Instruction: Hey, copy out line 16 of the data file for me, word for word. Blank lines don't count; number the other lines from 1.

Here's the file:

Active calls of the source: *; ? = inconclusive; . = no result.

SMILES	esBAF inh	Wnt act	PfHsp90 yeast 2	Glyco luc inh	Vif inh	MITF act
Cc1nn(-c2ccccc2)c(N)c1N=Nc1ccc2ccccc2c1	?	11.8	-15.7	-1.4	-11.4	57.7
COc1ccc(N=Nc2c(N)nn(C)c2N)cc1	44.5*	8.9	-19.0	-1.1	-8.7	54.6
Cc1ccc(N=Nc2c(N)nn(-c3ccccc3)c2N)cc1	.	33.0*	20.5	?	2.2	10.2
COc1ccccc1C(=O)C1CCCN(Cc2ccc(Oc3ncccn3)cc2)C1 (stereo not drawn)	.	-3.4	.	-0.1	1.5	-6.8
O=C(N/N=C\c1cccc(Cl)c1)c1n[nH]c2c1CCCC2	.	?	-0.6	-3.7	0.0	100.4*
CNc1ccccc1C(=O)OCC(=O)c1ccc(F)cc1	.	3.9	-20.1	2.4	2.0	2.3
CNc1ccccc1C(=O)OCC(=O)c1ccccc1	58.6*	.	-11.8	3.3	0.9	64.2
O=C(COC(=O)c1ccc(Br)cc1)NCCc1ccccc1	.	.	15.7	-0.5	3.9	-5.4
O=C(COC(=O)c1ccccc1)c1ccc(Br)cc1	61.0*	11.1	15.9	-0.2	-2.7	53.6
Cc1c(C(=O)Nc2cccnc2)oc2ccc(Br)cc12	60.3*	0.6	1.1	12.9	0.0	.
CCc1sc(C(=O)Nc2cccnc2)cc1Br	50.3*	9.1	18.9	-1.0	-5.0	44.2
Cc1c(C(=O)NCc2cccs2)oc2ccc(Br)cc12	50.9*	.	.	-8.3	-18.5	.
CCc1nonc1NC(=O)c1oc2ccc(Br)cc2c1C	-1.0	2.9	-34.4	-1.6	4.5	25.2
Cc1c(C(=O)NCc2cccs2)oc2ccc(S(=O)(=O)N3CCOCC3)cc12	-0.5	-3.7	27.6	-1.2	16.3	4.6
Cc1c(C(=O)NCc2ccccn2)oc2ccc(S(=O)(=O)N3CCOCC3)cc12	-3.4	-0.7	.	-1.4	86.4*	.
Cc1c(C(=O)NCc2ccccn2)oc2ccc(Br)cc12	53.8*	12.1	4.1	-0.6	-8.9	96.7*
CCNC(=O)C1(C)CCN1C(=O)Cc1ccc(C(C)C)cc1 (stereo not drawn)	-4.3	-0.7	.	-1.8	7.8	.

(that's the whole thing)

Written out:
Cc1c(C(=O)NCc2cccs2)oc2ccc(S(=O)(=O)N3CCOCC3)cc12	-0.5	-3.7	27.6	-1.2	16.3	4.6